Stand Up and Put ‘em Up: Stand up straight and tall. Cross your right foot over the left without twisting your hips. Place your right palm against your right hip. Slowly sweep your left hand out to the side and above your head as high as you can stretch. Lean over to the right. You’ll feel the stretch. Hold this for 10 seconds, while breathing deeply. Do this on the other side.
Squeeze Yourself: Your body is a personal gym just waiting to be used for your personal gain. Stand up tall and contract your glutes and thighs. Hold it for 10 second, relax for 10, then repeat 10 times. Next, tighten your abdominal muscles as if someone were about to punch you in the stomach. Hold for 10, rest for 10, repeat for 10. You get the idea.
Standing Wall Plank: Stand a little less than an arm’s length from a stable wall, with your feet shoulder width apart. Reach out with your palms against the wall, as if you’re doing a standing push-up against the wall. At various stages during this standing push-up, hold your position for 10 seconds. This works your core, biceps and triceps.
Squats: If your disability limits your lower or upper body too much, you shouldn’t try this exercise without assistance (or at all). Squats are one of the best exercises you can do if done properly. Stand with your feet a little wider than your shoulders. Align your hips over your knees and your knees over your ankles. Stand up straight. No slouching! Put your arms out straight in front of you, palms down. Take a deep breath and slowly bend your knees. As you lower yourself, keep sticking your butt out, keep your chest and shoulders straight and your head facing forward. The best squats are the deepest your mobility allows, ideally with your hips below your knees.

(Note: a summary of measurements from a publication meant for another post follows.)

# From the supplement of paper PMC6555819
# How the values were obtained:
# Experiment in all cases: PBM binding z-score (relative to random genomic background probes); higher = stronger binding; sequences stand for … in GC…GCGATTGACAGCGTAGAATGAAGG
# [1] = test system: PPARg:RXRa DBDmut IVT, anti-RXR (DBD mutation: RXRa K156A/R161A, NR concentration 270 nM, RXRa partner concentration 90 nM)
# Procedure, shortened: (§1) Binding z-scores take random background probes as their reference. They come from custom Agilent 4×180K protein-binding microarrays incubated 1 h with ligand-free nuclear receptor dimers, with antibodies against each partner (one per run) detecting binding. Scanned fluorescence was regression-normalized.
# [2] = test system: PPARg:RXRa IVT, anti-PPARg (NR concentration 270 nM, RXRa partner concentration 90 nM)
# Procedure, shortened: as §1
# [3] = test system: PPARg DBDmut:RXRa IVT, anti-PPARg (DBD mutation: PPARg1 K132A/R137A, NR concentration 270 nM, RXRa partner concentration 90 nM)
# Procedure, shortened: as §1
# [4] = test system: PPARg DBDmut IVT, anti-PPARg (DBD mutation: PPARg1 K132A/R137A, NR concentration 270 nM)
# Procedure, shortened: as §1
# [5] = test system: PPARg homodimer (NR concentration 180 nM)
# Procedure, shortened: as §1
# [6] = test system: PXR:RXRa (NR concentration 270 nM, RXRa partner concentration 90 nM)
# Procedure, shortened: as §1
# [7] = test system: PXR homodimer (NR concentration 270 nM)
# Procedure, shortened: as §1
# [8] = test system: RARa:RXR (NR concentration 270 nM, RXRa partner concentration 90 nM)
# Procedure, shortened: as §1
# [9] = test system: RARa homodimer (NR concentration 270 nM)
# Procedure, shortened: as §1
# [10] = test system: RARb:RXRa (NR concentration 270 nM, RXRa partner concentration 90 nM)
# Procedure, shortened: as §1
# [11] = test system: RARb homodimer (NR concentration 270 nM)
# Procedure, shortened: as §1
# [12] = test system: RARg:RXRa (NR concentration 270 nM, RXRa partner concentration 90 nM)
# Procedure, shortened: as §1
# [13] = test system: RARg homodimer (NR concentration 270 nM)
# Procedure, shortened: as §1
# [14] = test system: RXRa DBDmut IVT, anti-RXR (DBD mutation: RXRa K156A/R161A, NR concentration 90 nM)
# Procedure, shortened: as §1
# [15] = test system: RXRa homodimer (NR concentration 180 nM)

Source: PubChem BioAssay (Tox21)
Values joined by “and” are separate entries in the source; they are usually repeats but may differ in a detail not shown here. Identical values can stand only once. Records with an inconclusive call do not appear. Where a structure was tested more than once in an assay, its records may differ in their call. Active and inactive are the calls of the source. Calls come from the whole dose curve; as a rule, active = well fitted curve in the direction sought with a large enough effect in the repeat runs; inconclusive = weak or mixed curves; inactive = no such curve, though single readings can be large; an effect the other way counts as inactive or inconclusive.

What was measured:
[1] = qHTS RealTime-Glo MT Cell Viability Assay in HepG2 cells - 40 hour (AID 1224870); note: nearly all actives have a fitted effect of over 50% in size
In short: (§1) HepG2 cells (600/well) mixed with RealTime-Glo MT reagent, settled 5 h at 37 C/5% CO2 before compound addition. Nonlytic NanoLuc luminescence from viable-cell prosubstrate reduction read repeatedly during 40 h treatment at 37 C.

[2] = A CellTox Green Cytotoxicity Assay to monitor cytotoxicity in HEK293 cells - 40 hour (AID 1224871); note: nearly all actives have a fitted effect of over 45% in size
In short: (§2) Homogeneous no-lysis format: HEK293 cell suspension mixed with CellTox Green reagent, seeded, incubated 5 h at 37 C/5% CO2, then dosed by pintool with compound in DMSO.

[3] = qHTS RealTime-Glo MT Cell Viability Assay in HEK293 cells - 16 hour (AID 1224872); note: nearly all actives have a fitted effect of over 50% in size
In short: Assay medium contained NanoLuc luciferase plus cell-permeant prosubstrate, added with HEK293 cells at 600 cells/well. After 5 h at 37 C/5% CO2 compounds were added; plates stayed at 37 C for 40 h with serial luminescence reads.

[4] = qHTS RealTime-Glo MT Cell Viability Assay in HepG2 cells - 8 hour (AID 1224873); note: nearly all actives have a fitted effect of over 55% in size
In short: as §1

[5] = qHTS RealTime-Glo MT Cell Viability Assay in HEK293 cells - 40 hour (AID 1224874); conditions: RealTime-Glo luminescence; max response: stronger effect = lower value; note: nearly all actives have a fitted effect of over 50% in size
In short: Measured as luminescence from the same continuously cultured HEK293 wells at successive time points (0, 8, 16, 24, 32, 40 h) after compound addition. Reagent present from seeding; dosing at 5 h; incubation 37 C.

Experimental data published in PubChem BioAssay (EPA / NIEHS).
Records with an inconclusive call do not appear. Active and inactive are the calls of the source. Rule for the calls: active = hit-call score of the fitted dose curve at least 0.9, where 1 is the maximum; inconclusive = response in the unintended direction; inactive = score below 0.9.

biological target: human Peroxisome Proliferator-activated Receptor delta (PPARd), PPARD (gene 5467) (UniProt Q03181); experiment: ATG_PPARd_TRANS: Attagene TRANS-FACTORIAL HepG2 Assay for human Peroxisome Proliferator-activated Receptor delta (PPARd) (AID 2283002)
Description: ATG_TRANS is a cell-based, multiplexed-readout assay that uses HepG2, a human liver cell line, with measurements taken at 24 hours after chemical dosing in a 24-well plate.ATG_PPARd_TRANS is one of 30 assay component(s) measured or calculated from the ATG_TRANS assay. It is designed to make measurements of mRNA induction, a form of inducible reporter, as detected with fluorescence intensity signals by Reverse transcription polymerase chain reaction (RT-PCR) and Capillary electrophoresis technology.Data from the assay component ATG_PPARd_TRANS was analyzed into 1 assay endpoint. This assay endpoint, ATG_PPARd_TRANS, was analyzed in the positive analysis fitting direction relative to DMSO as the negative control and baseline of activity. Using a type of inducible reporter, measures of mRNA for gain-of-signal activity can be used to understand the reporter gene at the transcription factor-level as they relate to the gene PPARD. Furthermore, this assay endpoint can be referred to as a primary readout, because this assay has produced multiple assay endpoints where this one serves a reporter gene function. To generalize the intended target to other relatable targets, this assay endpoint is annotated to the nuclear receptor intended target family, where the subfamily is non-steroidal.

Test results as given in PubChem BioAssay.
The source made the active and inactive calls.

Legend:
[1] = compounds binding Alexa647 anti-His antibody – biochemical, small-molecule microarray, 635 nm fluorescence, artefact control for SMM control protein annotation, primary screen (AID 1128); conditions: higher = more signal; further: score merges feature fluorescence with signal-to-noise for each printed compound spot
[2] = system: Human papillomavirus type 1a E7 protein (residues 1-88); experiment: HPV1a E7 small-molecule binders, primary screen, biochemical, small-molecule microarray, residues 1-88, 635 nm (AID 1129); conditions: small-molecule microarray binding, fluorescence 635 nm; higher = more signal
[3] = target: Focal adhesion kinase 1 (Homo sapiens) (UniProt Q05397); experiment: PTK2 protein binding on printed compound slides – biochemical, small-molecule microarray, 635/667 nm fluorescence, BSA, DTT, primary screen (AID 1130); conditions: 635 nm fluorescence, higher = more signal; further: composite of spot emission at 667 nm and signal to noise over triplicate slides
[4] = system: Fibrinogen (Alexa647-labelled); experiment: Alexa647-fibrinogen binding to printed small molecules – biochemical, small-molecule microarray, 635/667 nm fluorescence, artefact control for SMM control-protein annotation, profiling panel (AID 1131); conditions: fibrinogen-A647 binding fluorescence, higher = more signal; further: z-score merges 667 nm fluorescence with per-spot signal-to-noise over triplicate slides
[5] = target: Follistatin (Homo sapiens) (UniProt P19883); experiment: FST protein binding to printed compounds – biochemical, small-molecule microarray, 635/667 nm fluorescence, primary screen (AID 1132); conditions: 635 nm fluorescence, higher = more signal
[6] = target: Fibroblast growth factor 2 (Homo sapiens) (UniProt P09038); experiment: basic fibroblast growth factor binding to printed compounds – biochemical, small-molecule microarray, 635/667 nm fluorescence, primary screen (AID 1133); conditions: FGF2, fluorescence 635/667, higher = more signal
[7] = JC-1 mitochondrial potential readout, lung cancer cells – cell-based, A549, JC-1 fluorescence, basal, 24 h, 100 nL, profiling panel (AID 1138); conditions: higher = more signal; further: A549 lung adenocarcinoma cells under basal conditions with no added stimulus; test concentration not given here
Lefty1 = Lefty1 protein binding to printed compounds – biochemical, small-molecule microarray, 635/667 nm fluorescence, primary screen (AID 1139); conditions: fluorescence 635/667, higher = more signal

Slowly raise back up, stop halfway up and hold it for 10 seconds. Repeat this 5 times or until you can’t safely do another squat.
Forearm Plank: For this exercise, don’t do it without assistance if your disability is too limiting. Start by positioning your body face down on the floor, with your forearms on the floor, so you’re supporting your body in a push-up position. Tighten your abs and hold this position for 10 seconds. This works your core, both front and back.
There are dozens more isometric exercises you can try. Mix it up. Work out different parts of your body. In a few weeks, you will see a noticeable gain in your strength, flexibility, and mobility.
Isometric exercise is one of the ideal physical activities for people with disabilities whether it’s limited mobility or chair exercises. To enhance your workouts and make them fun, efficient and even more effective, try the Activ5 portable isometric-based strength training device and coaching app. Activ5 features over 100 gym-based exercises and each takes less than 5 minutes. The smartphone app calibrates to your physical abilities, teaches you the exercises, and tracks your progress. It even has games you can play, using the Acti5 device as a controller.
Obviously, any exercise will need to be adjusted to suit your specific abilities, but even doing these isometrics once, you will feel it working. In less time than you thought possible, you will increase your strength, endurance, mobility, agility, flexibility, and lose some weight too! Make sure you consult with your physician before starting any exercise routine. Get started today!